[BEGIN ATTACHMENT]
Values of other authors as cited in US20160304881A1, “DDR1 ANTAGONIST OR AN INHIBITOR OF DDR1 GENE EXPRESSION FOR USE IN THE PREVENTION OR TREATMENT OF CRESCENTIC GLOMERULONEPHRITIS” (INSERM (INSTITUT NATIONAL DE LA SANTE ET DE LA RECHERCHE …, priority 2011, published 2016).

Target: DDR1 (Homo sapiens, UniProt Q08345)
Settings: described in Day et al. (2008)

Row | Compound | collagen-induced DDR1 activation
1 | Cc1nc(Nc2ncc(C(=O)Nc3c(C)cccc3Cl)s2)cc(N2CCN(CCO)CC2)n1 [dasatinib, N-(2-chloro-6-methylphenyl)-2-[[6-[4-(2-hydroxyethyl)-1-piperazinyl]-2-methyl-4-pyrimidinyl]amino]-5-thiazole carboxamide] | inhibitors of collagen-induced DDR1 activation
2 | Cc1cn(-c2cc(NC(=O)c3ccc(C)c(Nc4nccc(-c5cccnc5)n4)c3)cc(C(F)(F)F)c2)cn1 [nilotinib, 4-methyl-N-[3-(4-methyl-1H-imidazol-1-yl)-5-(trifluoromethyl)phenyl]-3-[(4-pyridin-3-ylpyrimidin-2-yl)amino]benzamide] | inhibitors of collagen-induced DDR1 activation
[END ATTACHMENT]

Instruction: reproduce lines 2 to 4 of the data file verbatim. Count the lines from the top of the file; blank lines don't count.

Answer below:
Target: DDR1 (Homo sapiens, UniProt Q08345)
Settings: described in Day et al. (2008)

Row | Compound | collagen-induced DDR1 activation